This week has seen the S&P 500 index of global stocks hit new all-time highs. A benign geopolitical landscape has helped, but the real driver was the Q3 earnings season. With a few firms still to report, this earnings season has so far recorded the highest percentage of beaten Earnings Per Share since 2006. Around 73% of firms have posted figures above analyst expectations.
The index, which first made its move to higher ground on Monday, has not continued its move upwards. It’s been supported by news of a rate cut from the US Federal Reserve and held its own when faced with less positive news regarding US-China trade negotiations. Reports that ‘the wrong kind of stocks’ are generating the upward momentum are counterbalanced by Jerome Powell, chair of the Fed saying he would need to see a “really significant rise” in inflation before hiking US rates (source: CNBC). With conflicting news reports, the S&P 500 has traded within a relatively tight range of 3,023–3,050.
SPX500 — Five-day price chart — with trading range — 24th–31st October:
With equity market price action demonstrating a mixture of strength and consolidation, stock pickers looking for some single stock short positions face a tricky challenge. Picking through those firms that missed on earnings could be a good place to start.
McDonald’s is one such firm. On 21st October it missed earnings estimates for the first time in two years. The supporting text suggested the firm was struggling in the face of tough competition. News that its promotions weren’t drawing in the crowds like they used to, led to the share price falling 4% off the back of the earnings news.
McDonald’s (NYSE: MCD) vs S&P 500 — Five-year comparison price chart:
McDonald’s (NYSE: MCD) vs S&P 500 — Three-month comparison price chart:
The three-month price comparison chart highlights the inline performance of both shares until the recent deterioration in MCD from 21st October.
McDonald’s (NYSE:MCD) — 2015–2019:
For some time, MCD has been outperforming the S&P 500. Its share price performance has been approximately double that of the index when looked at a year-to-date or five-year perspective. Only the three-month price chart shows the fast-food operator underperforming, so is this just a regression stage in price action or a sign of a more substantial change in the direction of travel?
The earnings miss has taken the stock through one of the two supporting trend lines and is a headache for the company. For investors looking for short exposure, the question is whether this might be the start of longer-term underperformance?
Possibly the greatest threat to the McDonald’s share price would be sustained pressure on its eco-credentials, or lack of them. MCD is one of those stocks that is going to struggle as consumer tastes take on a greener hue. A shift away from the firm would tie in with the rise of Greta Thunberg, XR (Extinction Rebellion) and ‘Flygskam.’ Consumers are flexing their muscles, and from airlines to fast-food restaurants, the change in consumer tastes is being reflected in company accounts.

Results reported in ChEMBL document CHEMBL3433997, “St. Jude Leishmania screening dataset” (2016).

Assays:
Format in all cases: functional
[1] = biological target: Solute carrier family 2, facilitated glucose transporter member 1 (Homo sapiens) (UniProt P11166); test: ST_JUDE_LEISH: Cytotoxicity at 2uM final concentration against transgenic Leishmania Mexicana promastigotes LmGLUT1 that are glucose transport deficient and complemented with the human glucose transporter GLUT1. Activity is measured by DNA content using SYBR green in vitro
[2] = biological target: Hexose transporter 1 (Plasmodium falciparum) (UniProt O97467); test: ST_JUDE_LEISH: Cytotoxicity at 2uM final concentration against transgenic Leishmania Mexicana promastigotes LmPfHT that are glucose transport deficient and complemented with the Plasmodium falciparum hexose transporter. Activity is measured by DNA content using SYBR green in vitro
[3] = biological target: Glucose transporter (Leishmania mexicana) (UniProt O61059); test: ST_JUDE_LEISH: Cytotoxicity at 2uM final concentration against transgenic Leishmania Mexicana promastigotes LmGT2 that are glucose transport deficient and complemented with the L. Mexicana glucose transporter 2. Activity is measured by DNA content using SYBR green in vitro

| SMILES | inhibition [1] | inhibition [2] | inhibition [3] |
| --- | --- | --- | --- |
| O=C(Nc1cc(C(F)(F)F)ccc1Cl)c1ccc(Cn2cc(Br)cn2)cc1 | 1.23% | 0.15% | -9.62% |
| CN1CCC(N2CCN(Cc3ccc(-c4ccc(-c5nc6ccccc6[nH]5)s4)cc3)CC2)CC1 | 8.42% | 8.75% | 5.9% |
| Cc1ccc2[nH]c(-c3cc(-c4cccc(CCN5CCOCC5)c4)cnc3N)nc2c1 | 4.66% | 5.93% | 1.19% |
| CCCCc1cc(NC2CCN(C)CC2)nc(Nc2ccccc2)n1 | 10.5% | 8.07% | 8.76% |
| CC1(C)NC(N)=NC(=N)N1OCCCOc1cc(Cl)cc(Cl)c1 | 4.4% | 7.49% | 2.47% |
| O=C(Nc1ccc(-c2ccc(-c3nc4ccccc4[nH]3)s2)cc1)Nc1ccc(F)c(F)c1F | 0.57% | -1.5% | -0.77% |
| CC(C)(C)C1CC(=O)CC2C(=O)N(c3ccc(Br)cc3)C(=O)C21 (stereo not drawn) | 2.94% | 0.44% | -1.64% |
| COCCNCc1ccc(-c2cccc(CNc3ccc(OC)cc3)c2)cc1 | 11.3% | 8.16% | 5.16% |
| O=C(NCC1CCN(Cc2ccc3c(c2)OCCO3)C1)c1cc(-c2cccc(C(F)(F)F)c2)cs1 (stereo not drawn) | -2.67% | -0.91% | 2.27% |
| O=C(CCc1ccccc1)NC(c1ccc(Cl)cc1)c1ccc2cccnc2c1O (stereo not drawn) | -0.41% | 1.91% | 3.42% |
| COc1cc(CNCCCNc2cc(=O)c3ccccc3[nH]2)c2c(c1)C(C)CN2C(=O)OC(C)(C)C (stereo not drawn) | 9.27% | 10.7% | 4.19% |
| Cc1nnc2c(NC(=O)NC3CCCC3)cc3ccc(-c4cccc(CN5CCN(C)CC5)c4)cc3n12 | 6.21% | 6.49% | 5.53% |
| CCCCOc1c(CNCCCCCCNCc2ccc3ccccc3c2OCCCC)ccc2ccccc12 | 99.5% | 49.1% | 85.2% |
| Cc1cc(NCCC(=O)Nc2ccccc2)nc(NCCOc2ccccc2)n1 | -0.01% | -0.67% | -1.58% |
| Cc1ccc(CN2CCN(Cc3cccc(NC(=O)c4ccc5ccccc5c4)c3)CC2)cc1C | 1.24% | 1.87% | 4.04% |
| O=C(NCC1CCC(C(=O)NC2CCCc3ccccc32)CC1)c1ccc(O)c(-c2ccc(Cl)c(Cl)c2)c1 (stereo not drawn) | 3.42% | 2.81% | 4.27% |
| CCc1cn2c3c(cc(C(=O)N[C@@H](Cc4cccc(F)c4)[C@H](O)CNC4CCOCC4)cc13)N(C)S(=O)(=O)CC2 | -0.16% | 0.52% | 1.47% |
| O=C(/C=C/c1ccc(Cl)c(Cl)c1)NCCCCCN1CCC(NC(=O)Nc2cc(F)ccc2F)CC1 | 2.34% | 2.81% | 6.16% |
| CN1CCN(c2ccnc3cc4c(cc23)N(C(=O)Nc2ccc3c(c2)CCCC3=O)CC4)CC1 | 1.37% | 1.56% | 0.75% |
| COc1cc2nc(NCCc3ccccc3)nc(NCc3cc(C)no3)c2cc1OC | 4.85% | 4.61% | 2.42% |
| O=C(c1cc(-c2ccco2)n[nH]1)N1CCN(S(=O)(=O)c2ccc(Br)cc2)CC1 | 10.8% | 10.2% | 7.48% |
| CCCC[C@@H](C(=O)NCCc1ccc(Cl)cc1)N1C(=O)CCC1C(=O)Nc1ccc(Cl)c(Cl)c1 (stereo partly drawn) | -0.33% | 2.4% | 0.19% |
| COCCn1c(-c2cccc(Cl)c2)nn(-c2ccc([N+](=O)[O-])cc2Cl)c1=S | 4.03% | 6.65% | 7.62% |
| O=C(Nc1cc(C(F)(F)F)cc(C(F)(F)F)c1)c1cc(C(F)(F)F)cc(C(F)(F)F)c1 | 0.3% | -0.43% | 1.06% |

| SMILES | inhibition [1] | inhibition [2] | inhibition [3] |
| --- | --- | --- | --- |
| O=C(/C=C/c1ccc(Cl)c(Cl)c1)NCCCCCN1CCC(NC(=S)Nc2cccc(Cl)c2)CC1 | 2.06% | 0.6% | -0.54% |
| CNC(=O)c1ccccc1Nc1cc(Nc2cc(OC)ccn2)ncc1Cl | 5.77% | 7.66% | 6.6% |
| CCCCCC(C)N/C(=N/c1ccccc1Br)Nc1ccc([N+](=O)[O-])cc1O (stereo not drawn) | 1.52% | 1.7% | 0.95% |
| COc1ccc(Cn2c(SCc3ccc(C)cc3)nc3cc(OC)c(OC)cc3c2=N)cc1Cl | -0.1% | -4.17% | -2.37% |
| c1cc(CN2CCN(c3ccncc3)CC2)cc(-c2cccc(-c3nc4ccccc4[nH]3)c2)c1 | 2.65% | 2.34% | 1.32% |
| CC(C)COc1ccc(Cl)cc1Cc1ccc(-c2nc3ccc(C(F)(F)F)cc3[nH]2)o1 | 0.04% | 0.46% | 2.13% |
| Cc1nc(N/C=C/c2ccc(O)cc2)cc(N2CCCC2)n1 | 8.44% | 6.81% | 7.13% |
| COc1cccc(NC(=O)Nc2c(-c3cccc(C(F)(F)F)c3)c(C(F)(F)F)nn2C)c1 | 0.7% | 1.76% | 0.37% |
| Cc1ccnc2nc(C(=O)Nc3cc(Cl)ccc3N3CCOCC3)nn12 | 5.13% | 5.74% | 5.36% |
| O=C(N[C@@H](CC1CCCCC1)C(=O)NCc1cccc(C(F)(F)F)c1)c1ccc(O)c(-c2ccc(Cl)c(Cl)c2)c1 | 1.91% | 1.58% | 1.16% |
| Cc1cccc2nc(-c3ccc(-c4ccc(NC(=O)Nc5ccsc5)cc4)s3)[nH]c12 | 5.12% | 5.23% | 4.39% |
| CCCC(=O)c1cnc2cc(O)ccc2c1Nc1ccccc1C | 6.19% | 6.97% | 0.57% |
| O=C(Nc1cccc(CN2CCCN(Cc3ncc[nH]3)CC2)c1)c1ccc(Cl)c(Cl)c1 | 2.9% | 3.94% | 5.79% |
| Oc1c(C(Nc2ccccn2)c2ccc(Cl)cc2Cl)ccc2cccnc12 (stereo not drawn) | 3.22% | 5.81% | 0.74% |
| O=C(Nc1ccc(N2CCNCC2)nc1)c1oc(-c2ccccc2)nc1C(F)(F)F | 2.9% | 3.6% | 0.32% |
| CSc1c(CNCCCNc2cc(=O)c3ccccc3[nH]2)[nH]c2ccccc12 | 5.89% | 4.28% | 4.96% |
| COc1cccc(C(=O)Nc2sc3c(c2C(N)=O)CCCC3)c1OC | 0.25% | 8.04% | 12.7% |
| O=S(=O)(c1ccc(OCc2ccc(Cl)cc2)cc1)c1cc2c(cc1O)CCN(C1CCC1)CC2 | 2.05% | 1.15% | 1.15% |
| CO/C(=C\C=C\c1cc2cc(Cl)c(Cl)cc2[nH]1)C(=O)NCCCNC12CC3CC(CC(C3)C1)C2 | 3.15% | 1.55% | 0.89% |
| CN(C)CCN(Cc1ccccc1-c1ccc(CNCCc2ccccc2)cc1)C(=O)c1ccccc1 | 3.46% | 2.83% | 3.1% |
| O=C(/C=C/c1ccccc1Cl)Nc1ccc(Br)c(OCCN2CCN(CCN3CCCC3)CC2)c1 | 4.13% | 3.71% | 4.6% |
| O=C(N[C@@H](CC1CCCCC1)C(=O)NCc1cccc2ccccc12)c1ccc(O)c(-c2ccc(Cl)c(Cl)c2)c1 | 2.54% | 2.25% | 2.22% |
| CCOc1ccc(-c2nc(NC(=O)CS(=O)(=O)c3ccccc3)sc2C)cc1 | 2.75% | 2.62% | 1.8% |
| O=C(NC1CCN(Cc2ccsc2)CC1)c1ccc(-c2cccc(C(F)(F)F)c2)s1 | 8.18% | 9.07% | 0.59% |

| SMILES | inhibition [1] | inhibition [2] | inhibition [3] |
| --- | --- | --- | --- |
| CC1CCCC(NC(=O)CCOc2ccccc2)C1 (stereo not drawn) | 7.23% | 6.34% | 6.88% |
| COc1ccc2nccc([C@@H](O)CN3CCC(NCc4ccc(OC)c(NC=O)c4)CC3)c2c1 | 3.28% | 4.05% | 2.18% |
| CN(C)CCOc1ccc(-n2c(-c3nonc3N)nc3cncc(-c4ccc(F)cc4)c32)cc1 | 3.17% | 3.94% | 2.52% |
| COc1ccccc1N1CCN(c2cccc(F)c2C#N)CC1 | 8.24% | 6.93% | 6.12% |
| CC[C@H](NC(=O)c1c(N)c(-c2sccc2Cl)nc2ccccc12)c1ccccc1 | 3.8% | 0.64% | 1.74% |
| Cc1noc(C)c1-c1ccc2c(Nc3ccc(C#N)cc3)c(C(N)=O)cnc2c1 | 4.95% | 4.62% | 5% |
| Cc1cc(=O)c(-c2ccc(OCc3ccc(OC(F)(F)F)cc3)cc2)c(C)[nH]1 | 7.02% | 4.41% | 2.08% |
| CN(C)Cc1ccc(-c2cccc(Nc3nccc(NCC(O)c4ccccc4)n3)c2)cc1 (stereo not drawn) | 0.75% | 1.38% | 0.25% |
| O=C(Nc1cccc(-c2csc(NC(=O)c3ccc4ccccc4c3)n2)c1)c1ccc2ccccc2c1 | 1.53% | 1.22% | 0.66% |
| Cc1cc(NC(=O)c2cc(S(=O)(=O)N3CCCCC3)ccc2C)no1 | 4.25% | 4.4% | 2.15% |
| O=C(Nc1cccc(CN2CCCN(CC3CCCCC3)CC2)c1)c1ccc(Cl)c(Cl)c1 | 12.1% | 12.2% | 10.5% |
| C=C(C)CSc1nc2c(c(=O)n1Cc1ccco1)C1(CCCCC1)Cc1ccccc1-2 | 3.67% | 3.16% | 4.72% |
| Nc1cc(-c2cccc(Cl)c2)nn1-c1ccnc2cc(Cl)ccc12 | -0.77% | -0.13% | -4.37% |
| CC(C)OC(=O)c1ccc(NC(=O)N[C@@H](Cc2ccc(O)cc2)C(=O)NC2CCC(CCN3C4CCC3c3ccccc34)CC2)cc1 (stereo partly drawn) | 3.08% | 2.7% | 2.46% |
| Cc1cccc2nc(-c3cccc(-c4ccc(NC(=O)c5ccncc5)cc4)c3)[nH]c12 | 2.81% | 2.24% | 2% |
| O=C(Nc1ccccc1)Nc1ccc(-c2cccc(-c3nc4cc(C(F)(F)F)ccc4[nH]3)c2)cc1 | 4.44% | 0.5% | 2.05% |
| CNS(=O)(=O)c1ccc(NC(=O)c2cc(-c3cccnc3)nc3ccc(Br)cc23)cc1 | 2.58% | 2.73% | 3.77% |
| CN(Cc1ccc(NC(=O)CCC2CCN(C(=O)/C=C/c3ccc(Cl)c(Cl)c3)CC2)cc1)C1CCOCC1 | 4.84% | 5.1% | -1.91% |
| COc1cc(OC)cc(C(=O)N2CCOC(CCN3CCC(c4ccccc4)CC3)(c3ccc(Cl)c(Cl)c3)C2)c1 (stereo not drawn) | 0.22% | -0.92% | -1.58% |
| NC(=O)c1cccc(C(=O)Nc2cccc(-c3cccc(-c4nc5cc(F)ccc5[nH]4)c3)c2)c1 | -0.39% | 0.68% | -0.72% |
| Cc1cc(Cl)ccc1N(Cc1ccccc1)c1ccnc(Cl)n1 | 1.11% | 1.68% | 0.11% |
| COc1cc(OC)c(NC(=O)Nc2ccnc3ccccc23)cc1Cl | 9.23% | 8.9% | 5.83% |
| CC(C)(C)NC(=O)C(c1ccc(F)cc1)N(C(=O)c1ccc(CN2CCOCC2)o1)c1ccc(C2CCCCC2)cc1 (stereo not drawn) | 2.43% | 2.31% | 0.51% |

The extremely positive performance of Beyond Meat Inc (Nasdaq:BYND) stocks shows an appetite to invest in the success stories of the future rather than the past. Whereas MCD has outperformed the S&P 500, its performance looks particularly unappetising when compared to BYND’s initial surge after its IPO.
BYND stock has recently weakened as founders off-load their equity positions and lock in some profits, but the non-meat food producer, which only listed in May, had a share price that in August was up 196%.
McDonald’s benefits from having access to experienced and extensive public relations operations. It’s been able to navigate its way past potential banana skins such as Morgan Spurlock’s 2004 film ‘Super Size Me’ and still achieve commercial success. It would be a brave call to suggest the firm will fail to work through the current PR storm, but another current challenge is something it can’t change — its corporate structure.
McDonald’s operates a franchise system. There are currently 2,770 company-owned locations and 35,085 franchised locations. The question for investors is whether this business model can be agile enough to cope with changing consumer tastes.
The franchise system means any complaints on product quality have to be addressed to the store where the meal was bought. That falls down if it was a drive-through meal rather than eaten in-house. QSR magazine estimates that 65% of MCD sales in the US are drive-thru, and more discerning customers who drive off with a disappointing meal have no form of redress with the MCD centralised customer support desk at head office. It’s just not on-message for customers to drive around trying to sort out their meal, better instead to change restaurant choice.
It’s a small point, but it is increasingly the ‘little things’ that stack up to create an issue. Take for example the recent riots in Chile and Lebanon. The former has claimed 19 lives and started when Santiago metro fares were put up, and the latter, which has led to a run on the country’s banks was sparked off by the proposal of a tax on WhatsApp messages.
Promotions have for a long time managed to lure customers to the famous ‘golden arches’, but consumers are increasingly exacting and increasingly aware. The first Happy Meal was served in 1979, a long time before the phrase ‘single-use plastic’ became such a dismissive term. In a very competitive market, it would take little for a rival to move into a position of competitive advantage. McDonald’s stock is up 14% so far this year but this compares unfavourably to Burger King’s parent company, Restaurant Brands International, with a share price that is up 31% year-to-date and Wendy’s stock, which is up 38% in the same time period.